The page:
City Palace Jaipur
This former royal residence is an imposing blend of traditional Rajasthani and Mughal architecture and craftsmanship. Surrounded by walls, this piece de resistance of Jaipur's palace occupies one seventh of the walled city, comprising a string of minor palaces and imposing halls.
Of special significance is the Chandra Mahal which overlooks the breath-taking Jai Niwas Gardens and the highly revered Shri Govind Dev Temple. The museum within the palace has an array of galleries of rare painting, exquisite miniatures, scholarly manuscripts, artifacts and traditional treatises on architecture. The fine collection of guns and swords on display dates back to the 15th century and is one of the best in India.
The city palace was built by Raja Sawai Jai Singh and the royal family still uses a section of the palace. The exquisite 19th century Mubarak Mahal or The Palace of Reception which used to serve as the reception area of royal guests was built by Madho Singh and is now converted into museum which show cases a bewildering array of royal costumes of the charismatic prince Sawai Madho Singh. Apart from the royal costumes, on display at the museum are some intriguing 15th century royal armory that have been very well preserved.
There is also the Dewan-I-Aam which has now been converted into an art gallery and has unusual ancient Hindu manuscripts, exquisite work of art belonging to Persion, Mughal and Rajasthani school of art. The Dewan-I-Khas is conspicuous by its two large exquisite silver vessels, which were exclusively made for Maharaja Madho Singh. These vessels served the purpose of storing the holy Ganga water during the erstwhile ruler's much talked about trip to England.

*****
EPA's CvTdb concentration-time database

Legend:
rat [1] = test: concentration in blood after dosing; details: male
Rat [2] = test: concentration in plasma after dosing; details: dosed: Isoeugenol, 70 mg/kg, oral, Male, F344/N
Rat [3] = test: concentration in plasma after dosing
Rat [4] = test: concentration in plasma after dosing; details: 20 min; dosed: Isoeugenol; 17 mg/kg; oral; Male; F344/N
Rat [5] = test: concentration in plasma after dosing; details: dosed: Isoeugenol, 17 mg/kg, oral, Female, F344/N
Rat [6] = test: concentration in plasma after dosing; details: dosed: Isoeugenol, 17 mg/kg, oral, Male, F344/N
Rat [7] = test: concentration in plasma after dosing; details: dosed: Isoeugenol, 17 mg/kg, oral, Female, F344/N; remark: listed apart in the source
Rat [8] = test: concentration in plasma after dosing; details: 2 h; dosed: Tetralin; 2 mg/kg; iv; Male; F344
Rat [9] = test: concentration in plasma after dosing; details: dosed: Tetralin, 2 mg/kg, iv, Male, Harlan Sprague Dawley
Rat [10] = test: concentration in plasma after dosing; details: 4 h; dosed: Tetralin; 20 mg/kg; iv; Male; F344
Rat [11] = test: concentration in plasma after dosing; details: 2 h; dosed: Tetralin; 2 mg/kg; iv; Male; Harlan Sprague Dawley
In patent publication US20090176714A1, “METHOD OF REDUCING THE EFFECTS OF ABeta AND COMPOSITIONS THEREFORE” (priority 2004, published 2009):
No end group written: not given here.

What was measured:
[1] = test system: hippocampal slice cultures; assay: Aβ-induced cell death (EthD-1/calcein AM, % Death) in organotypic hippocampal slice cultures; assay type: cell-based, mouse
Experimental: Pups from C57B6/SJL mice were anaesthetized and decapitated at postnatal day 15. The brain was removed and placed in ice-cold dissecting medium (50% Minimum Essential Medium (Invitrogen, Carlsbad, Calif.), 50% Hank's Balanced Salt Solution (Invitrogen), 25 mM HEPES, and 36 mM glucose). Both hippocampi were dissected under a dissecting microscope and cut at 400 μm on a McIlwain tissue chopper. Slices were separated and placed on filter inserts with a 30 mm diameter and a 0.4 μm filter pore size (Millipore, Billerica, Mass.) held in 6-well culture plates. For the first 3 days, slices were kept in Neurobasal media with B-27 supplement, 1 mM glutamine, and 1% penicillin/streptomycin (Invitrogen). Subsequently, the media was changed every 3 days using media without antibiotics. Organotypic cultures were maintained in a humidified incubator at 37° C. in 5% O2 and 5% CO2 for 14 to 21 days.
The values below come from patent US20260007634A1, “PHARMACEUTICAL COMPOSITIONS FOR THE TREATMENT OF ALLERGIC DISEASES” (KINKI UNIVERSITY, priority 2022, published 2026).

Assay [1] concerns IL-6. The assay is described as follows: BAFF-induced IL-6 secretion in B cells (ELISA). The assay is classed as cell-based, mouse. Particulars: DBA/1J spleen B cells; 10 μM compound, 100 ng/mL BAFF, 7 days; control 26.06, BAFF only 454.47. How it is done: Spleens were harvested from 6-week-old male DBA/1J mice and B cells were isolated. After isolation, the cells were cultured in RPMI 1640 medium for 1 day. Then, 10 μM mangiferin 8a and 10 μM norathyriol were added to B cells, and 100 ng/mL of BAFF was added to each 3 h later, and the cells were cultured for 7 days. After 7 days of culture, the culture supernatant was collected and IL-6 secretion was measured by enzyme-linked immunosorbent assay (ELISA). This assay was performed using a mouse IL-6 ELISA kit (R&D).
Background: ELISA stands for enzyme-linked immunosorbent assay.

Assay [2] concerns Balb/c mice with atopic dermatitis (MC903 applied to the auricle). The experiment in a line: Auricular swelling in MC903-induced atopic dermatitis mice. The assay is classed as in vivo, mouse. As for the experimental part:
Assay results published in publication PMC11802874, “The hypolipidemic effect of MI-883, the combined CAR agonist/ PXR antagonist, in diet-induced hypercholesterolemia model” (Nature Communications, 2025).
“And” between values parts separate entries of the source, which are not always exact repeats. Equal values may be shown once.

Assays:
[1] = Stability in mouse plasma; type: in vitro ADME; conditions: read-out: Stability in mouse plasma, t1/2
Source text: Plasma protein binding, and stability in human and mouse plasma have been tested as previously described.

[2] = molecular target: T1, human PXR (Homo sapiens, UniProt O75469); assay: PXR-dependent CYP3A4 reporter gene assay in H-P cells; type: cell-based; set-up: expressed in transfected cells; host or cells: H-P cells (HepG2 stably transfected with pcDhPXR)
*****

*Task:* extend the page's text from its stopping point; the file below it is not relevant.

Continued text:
The magnificent Chandra Mahal which is all of seven storied is now the residence of the present Maharaja of Jaipur. Needless to say, the palace with its exquisite paintings, flower - patterned décor, parapets that dazzle with mirrors and intricately carved ceilings makes this palace an enchanting abode. Each of the seven stories serves a distinctive purpose and are appropriately named. For instance, the Sukh Niwas or the hall of pleasure serves as the drawing cum dining room of the Maharaja while the Shova Niwas or the hall of beauty is conspicuous by its mirror coated parapets which dazzle with a million rays when lit up.
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